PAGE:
Answers to Everyday Issues – Part 62: Allah’s pronouns, milk kinship, fasting on Fridays, inheritance, Day of ‘Arafah and Eid-ul-Adha


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Guidance regarding basic Islamic issues – which Hazrat Amirul Momineen, Khalifatul Masih Vaa has given on various occasions in his written correspondence and during MTA programmes – is being officially published below for everyone’s benefit.

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‘I’, ‘We’, ‘He’: Allah’s pronouns in the Holy Quran

A lady from Canada wrote to Hazrat Amirul Momineen, Khalifatul Masih Vaa, stating that in the shahadah we proclaim, “There is no god but Allah.” Then, why in the Holy Quran does Allah the Exalted use different pronouns for Himself, such as “I”, “We”, and “He”, and what is the wisdom behind this? Huzoor-e-Anwaraa, in his letter dated 11 July 2022, provided the following answer to this question:

“The various pronouns used for Allah the Almighty in the singular, plural, and in the third person have been explained differently by people according to their perspectives. For instance, it is said that ‘I’, which is the singular form in the first person, is used to give a general command, whereas ‘We’, the plural form in the first person, is used to manifest God’s Majesty. On the other hand, ‘He’, the singular form in the third person, comes to express the attribute of Allah being the Unseen.

“Both ‘I’ and ‘He’ are singular forms; one is in the first person, while the other is in the third person. In common parlance, one uses both of these forms for themselves in different ways of expression. However, when Allah the Exalted uses these singular forms for Himself, it especially aims to express His attribute of Oneness [Tawhid]. And when He uses ‘We’, i.e., the plural form, it is intended to manifest His Majesty. Thus, the Promised Messiahas, explaining this topic, states:

“‘When God Almighty speaks as a singular Entity, it is very endearing and words of love, and the singular form is uttered at the station of love. The plural form appears in a majestic tone, where a punishment needs to be administered.’ (Malfuzat, Vol. 5, 2016, p. 255)

“In his book, Kitab al-Bariyyah, the Promised Messiahas, while refuting the arguments presented by Christians in favour of the Trinity, elaborates on the use of pronouns ‘I’ and ‘We’ for Allah the Almighty, stating:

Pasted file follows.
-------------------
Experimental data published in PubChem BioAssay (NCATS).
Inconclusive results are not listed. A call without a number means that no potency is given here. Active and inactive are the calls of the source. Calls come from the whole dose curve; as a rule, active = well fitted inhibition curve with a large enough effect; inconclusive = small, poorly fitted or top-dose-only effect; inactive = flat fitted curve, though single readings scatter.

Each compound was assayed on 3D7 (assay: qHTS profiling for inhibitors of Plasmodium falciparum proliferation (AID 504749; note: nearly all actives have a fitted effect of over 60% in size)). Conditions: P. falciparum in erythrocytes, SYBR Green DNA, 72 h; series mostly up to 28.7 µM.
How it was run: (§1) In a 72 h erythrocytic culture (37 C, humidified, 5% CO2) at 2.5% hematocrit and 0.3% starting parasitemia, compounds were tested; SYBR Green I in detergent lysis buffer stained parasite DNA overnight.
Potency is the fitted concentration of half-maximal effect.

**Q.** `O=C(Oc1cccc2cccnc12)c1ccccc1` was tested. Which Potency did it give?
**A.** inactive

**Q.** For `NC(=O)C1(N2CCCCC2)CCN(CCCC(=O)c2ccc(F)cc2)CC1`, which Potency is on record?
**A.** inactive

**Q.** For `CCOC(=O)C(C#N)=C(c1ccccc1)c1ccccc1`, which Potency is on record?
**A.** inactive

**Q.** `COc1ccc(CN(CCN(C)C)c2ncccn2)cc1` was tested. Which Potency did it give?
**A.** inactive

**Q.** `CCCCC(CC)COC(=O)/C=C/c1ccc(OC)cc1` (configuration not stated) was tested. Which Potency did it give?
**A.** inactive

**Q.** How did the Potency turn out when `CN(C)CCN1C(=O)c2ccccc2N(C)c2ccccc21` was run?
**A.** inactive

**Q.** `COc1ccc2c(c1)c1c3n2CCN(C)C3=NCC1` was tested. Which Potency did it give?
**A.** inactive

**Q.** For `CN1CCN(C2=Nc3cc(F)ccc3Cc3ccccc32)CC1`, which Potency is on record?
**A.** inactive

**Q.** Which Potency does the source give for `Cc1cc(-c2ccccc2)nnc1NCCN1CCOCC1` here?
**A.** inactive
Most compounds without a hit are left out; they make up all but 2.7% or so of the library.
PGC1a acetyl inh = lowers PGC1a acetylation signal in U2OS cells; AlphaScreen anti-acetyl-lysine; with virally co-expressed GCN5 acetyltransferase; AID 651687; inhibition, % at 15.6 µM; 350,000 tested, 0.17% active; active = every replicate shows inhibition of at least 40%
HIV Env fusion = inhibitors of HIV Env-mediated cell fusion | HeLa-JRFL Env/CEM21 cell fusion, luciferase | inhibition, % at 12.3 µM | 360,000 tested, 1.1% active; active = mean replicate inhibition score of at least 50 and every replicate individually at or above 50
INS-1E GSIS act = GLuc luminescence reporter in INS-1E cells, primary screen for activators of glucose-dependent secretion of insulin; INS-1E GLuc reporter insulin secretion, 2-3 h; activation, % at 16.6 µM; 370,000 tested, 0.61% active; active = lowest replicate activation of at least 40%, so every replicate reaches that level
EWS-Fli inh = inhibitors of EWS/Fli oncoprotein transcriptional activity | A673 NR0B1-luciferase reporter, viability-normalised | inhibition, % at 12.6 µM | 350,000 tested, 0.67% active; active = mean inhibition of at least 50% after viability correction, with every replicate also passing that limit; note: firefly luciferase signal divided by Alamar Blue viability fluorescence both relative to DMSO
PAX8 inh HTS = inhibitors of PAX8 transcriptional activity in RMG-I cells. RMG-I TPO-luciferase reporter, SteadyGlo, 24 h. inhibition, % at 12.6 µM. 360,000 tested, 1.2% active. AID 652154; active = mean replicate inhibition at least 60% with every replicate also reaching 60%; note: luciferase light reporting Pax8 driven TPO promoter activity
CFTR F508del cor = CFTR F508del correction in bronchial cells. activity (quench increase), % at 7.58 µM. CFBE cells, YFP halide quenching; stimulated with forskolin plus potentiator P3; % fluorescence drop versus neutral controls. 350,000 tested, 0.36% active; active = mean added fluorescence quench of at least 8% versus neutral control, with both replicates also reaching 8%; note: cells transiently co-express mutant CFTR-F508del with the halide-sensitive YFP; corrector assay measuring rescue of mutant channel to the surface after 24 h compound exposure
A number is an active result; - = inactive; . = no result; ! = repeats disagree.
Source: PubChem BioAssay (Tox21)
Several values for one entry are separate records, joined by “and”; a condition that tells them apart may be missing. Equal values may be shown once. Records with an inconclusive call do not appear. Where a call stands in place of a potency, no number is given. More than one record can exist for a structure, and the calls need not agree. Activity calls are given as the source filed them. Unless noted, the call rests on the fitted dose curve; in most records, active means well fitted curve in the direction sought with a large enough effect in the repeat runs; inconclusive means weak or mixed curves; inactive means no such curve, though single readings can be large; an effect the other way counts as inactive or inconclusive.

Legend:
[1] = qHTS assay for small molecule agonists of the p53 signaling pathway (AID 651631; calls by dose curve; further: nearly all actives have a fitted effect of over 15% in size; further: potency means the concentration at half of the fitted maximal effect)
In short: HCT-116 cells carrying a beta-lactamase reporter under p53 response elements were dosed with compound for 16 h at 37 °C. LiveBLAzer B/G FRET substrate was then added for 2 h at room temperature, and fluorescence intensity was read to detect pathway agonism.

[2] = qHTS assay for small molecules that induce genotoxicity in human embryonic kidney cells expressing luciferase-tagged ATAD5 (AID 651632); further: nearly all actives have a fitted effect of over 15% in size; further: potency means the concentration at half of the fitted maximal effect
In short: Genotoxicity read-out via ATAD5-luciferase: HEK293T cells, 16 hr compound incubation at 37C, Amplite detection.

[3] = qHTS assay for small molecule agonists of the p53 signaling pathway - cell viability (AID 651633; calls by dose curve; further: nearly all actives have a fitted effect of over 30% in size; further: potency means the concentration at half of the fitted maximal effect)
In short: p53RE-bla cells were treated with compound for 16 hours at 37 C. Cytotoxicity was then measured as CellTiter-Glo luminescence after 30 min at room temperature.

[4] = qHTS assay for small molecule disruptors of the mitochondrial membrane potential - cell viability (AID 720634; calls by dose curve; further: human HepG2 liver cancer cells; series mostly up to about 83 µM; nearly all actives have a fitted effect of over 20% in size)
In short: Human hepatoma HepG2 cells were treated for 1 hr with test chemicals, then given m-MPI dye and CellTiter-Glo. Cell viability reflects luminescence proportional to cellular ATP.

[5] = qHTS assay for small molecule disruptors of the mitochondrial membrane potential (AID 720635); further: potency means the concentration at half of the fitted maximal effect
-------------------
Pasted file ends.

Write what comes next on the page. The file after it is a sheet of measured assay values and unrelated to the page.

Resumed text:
“‘It becomes evident that the actual reason for using the plural form is to manifest the power and grandeur of God, and these are idiomatic expressions of languages. For instance, in English, one addresses an individual as ‘you’, but for God Almighty, even in the face of the doctrine of the Trinity, they always use ‘Thou’. Similarly, in Hebrew, instead of Adon [אָדוֹן], which means ‘Lord’, Adonim [אֲדוֹנִים] is also used [i.e., the plural form]. So, in essence, these debates revolve around linguistic idioms. In the Holy Quran, in many places in God’s Word, the pronoun ‘We’ appears, as in ‘We did this’ or ‘We shall do this’. And no sensible person interprets this ‘We’ to mean a plurality of gods.’ (Kitab al-Bariyyah, Ruhani Khazain, Vol. 13, pp. 94-95)

“In his exegesis, Hazrat Musleh-e-Maudra expounds upon the wisdom behind the use of plural forms for Allah the Exalted in the following verses of the Holy Quran:

فَاَوۡحٰۤي اِلَيۡہِمۡ رَبُّہُمۡ لَنُہۡلِکَنَّ الظّٰلِمِيۡنَ وَلَنُسۡکِنَنَّـکُمُ الۡاَرۡضَ مِنۡۢ بَعۡدِھِمۡ

“‘Then their Lord sent unto them the revelation: ‘We will, surely, destroy the wrongdoers. And We will, surely, make you dwell in the land after them. This is for him who fears to stand before My Tribunal and fears My warning.’’ (Surah Ibrahim, Ch. 14: V. 14-15)

“He states:

“‘[In these verses,] Allah the Exalted has employed the form of mutakallim ma‘a l-ghayr which denotes plurality. Despite the fact that the One who ‘destroys’ and the One who ‘grants dwellings and dominion’ is solely Allah the Exalted, Who is absolutely One. The reason for this is to manifest possession and control. Since strength and power are amplified in a group, wherever the Holy Quran intends to demonstrate control and authority and underscore it, the plural form is used. Conversely, where the intent is to express self-sufficiency or not to emphasise control and possession, the singular form is employed.

“‘Some Sufis have written that for tasks Allah the Exalted performs through the agency of angels, He employs the plural form. However, He uses the singular form for acts executed solely by Divine command.’” (Tafsir-e-Kabir, Vol. 3, p. 455)

“Thus, the diverse pronouns that Allah the Exalted has employed for Himself, in singular, plural, and in the third person, are intended to manifest various distinct attributes and the power and might of Allah the Exalted.”

Milk kinship